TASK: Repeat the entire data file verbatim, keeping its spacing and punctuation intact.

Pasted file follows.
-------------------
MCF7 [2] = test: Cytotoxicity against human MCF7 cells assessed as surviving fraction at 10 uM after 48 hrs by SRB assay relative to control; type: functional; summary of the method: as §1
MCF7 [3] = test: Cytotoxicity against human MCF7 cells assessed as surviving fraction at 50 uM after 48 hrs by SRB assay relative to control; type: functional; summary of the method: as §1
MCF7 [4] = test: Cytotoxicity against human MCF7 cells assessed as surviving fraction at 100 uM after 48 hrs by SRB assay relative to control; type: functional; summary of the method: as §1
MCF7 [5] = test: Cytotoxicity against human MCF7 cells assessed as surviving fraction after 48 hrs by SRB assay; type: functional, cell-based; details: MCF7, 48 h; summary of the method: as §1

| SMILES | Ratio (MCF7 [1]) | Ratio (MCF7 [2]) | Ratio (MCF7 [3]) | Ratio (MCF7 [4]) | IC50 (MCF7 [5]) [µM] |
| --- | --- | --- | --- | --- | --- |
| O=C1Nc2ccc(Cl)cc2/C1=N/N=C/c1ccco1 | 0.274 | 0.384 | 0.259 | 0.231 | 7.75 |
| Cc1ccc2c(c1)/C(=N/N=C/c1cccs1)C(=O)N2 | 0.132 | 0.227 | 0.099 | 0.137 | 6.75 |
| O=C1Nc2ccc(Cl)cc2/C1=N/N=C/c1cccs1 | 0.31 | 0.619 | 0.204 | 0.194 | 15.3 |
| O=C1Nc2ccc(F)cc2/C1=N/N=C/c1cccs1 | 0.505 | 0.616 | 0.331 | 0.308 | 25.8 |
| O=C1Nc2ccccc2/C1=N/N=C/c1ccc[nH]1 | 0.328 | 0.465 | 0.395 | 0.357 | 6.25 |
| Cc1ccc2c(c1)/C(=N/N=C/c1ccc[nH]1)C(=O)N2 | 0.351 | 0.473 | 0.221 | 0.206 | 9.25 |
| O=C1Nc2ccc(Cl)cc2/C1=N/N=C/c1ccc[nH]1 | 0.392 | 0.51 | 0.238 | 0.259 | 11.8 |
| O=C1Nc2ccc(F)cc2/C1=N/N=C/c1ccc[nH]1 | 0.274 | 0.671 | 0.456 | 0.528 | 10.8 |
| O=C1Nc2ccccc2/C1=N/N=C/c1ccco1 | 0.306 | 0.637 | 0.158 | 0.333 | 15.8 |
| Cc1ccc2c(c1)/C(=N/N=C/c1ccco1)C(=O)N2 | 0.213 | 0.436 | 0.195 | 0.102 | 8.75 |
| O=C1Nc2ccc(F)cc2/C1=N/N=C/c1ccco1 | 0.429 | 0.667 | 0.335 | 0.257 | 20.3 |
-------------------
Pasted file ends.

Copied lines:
MCF7 [2] = test: Cytotoxicity against human MCF7 cells assessed as surviving fraction at 10 uM after 48 hrs by SRB assay relative to control; type: functional; summary of the method: as §1
MCF7 [3] = test: Cytotoxicity against human MCF7 cells assessed as surviving fraction at 50 uM after 48 hrs by SRB assay relative to control; type: functional; summary of the method: as §1
MCF7 [4] = test: Cytotoxicity against human MCF7 cells assessed as surviving fraction at 100 uM after 48 hrs by SRB assay relative to control; type: functional; summary of the method: as §1
MCF7 [5] = test: Cytotoxicity against human MCF7 cells assessed as surviving fraction after 48 hrs by SRB assay; type: functional, cell-based; details: MCF7, 48 h; summary of the method: as §1

| SMILES | Ratio (MCF7 [1]) | Ratio (MCF7 [2]) | Ratio (MCF7 [3]) | Ratio (MCF7 [4]) | IC50 (MCF7 [5]) [µM] |
| --- | --- | --- | --- | --- | --- |
| O=C1Nc2ccc(Cl)cc2/C1=N/N=C/c1ccco1 | 0.274 | 0.384 | 0.259 | 0.231 | 7.75 |
| Cc1ccc2c(c1)/C(=N/N=C/c1cccs1)C(=O)N2 | 0.132 | 0.227 | 0.099 | 0.137 | 6.75 |
| O=C1Nc2ccc(Cl)cc2/C1=N/N=C/c1cccs1 | 0.31 | 0.619 | 0.204 | 0.194 | 15.3 |
| O=C1Nc2ccc(F)cc2/C1=N/N=C/c1cccs1 | 0.505 | 0.616 | 0.331 | 0.308 | 25.8 |
| O=C1Nc2ccccc2/C1=N/N=C/c1ccc[nH]1 | 0.328 | 0.465 | 0.395 | 0.357 | 6.25 |
| Cc1ccc2c(c1)/C(=N/N=C/c1ccc[nH]1)C(=O)N2 | 0.351 | 0.473 | 0.221 | 0.206 | 9.25 |
| O=C1Nc2ccc(Cl)cc2/C1=N/N=C/c1ccc[nH]1 | 0.392 | 0.51 | 0.238 | 0.259 | 11.8 |
| O=C1Nc2ccc(F)cc2/C1=N/N=C/c1ccc[nH]1 | 0.274 | 0.671 | 0.456 | 0.528 | 10.8 |
| O=C1Nc2ccccc2/C1=N/N=C/c1ccco1 | 0.306 | 0.637 | 0.158 | 0.333 | 15.8 |
| Cc1ccc2c(c1)/C(=N/N=C/c1ccco1)C(=O)N2 | 0.213 | 0.436 | 0.195 | 0.102 | 8.75 |
| O=C1Nc2ccc(F)cc2/C1=N/N=C/c1ccco1 | 0.429 | 0.667 | 0.335 | 0.257 | 20.3 |